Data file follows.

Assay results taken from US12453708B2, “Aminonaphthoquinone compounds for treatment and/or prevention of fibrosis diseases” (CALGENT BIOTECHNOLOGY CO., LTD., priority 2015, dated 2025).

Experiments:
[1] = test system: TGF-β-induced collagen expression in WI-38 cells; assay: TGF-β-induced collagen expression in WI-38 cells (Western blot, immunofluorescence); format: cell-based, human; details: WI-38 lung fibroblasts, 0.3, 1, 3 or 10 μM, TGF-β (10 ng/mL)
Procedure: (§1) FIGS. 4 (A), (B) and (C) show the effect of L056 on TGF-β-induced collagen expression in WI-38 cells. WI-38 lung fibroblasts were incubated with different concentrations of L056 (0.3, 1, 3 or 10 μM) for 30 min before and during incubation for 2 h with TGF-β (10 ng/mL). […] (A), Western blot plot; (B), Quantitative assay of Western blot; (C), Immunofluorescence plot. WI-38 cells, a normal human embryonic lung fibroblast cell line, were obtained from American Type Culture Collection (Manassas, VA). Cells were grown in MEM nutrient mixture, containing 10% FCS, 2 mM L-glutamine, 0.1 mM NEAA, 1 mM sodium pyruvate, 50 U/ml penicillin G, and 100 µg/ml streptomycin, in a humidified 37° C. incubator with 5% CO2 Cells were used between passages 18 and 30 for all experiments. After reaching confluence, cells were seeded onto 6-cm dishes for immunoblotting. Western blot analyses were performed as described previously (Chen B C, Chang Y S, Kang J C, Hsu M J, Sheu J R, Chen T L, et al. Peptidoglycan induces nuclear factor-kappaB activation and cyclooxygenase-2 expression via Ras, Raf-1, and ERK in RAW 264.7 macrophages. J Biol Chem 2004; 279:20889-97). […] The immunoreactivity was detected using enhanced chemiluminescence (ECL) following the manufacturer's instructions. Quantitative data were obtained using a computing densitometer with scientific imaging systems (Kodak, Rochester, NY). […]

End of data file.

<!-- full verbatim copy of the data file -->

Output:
Assay results taken from US12453708B2, “Aminonaphthoquinone compounds for treatment and/or prevention of fibrosis diseases” (CALGENT BIOTECHNOLOGY CO., LTD., priority 2015, dated 2025).

Experiments:
[1] = test system: TGF-β-induced collagen expression in WI-38 cells; assay: TGF-β-induced collagen expression in WI-38 cells (Western blot, immunofluorescence); format: cell-based, human; details: WI-38 lung fibroblasts, 0.3, 1, 3 or 10 μM, TGF-β (10 ng/mL)
Procedure: (§1) FIGS. 4 (A), (B) and (C) show the effect of L056 on TGF-β-induced collagen expression in WI-38 cells. WI-38 lung fibroblasts were incubated with different concentrations of L056 (0.3, 1, 3 or 10 μM) for 30 min before and during incubation for 2 h with TGF-β (10 ng/mL). […] (A), Western blot plot; (B), Quantitative assay of Western blot; (C), Immunofluorescence plot. WI-38 cells, a normal human embryonic lung fibroblast cell line, were obtained from American Type Culture Collection (Manassas, VA). Cells were grown in MEM nutrient mixture, containing 10% FCS, 2 mM L-glutamine, 0.1 mM NEAA, 1 mM sodium pyruvate, 50 U/ml penicillin G, and 100 µg/ml streptomycin, in a humidified 37° C. incubator with 5% CO2 Cells were used between passages 18 and 30 for all experiments. After reaching confluence, cells were seeded onto 6-cm dishes for immunoblotting. Western blot analyses were performed as described previously (Chen B C, Chang Y S, Kang J C, Hsu M J, Sheu J R, Chen T L, et al. Peptidoglycan induces nuclear factor-kappaB activation and cyclooxygenase-2 expression via Ras, Raf-1, and ERK in RAW 264.7 macrophages. J Biol Chem 2004; 279:20889-97). […] The immunoreactivity was detected using enhanced chemiluminescence (ECL) following the manufacturer's instructions. Quantitative data were obtained using a computing densitometer with scientific imaging systems (Kodak, Rochester, NY). […]